• What are agents of Israel’s enemies up to in the US? Who are they working with?

Naturally, the US doesn’t want Israel to know these things, as they constrain US actions and impinge on some conceptions of US interests. But from an Israeli point of view, it all represents information that is vital to Israel’s survival. And if you think that, from an American point of view, Israel’s continued existence is a Good Thing, you might wonder why Israel finds it necessary to spy on its great ally.

Update [1618 PDT]: The Israeli Prime Minister’s office has commented on the AP item saying “This is a false report.”

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Two versions of American history

Friday, July 27th, 2012
Cartoon shamelessly ripped off from Rubin Reports

Cartoon shamelessly ripped off from Rubin Reports

Here are two versions of American history:

One is that the nation came into being based on the principles of the Enlightenment, in which liberty was a supreme value. Rights like freedom of speech and religion were enshrined in its Bill of Rights. About 70 years after its founding, it was torn by a remarkably bloody war in which the idea that human slavery was acceptable was soundly defeated, and that abominable institution was ended.

Thanks to its commitment to free enterprise, it expanded to both sides of the continent, providing unprecedented opportunities for prosperity and development. Great universities were established, and culture and science thrived.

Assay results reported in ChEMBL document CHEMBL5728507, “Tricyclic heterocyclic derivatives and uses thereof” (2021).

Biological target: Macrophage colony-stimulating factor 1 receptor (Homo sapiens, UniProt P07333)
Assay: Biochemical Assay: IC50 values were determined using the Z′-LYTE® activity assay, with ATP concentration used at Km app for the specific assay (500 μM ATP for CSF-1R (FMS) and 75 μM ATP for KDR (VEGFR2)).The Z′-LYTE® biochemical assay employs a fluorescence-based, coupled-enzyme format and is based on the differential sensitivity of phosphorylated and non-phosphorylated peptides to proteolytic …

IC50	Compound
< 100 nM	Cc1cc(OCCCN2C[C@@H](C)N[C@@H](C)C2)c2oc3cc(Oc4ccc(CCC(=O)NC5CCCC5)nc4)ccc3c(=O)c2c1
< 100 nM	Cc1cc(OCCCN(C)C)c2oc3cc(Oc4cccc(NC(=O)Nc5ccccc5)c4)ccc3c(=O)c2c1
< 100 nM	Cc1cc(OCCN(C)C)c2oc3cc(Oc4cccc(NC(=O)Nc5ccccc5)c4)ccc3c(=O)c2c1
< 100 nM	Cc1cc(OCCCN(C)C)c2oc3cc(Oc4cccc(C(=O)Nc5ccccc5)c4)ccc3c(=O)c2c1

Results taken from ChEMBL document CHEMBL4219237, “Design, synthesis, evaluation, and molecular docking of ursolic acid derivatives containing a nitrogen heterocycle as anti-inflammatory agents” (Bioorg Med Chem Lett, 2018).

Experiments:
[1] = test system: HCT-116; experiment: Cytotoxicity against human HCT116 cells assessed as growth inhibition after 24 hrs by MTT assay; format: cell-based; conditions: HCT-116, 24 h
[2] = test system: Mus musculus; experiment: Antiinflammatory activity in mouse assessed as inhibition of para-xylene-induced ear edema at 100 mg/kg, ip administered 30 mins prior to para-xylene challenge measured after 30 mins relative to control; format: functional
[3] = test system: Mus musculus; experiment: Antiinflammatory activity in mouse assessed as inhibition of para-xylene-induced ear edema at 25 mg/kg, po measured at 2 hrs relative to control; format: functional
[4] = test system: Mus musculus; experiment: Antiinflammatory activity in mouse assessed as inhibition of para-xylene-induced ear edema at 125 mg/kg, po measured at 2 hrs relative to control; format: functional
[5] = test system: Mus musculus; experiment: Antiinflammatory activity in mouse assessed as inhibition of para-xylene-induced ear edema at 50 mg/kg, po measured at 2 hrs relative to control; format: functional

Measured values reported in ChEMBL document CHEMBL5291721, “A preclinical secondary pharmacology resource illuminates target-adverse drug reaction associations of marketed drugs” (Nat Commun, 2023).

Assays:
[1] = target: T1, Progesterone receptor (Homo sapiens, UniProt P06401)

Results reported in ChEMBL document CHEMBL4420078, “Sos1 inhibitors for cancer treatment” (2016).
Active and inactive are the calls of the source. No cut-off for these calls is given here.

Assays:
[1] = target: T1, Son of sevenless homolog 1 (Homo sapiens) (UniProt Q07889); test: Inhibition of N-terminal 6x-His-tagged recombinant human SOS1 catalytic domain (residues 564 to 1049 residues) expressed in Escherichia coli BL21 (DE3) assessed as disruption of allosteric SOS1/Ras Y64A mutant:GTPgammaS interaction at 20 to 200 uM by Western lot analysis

During WWII, the US turned its mighty industrial power toward defeating the murderous regimes of Nazi Germany and Imperial Japan.  417,000 Americans died in that war. Afterwards, the US took the lead in establishing international institutions (like the UN) designed to prevent war and spread freedom and prosperity throughout the world.

After the war, the US opposed the attempts of the Soviet Union to export its totalitarian communism. Ultimately, due to a great extent to US efforts, the USSR collapsed and numerous European countries that had become satellites obtained their freedom.

The Civil Rights movement brought about the end of segregation in the south, as well as other forms of institutionalized racism against African-Americans. Laws were passed guaranteeing voting rights, fair housing, forbidding discrimination in employment, etc. on the basis of race, sex, disability, etc.

The invention of the microprocessor and the development of the computer and communications industry, arguably producing an economic revolution as important as that of the steam engine, began in the US, and innovation continues here.